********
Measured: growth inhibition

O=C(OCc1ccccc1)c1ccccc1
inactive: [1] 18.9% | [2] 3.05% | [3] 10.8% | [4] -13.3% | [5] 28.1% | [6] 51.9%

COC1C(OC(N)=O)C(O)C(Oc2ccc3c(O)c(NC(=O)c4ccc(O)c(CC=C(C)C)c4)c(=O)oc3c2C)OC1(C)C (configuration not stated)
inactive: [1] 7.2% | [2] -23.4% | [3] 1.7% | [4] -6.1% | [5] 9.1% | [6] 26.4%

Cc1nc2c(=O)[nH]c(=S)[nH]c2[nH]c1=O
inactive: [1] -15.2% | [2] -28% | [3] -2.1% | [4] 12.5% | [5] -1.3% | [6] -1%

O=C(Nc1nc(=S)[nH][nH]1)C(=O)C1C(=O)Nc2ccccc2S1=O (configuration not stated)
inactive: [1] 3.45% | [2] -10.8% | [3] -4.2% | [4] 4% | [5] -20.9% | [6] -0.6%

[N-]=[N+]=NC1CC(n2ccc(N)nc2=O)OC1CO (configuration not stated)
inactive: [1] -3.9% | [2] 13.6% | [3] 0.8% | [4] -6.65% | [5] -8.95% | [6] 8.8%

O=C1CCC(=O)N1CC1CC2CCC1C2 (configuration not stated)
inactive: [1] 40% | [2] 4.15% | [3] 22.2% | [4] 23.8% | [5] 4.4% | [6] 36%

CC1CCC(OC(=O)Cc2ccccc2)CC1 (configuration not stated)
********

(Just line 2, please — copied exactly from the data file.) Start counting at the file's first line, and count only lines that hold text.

O=C(OCc1ccccc1)c1ccccc1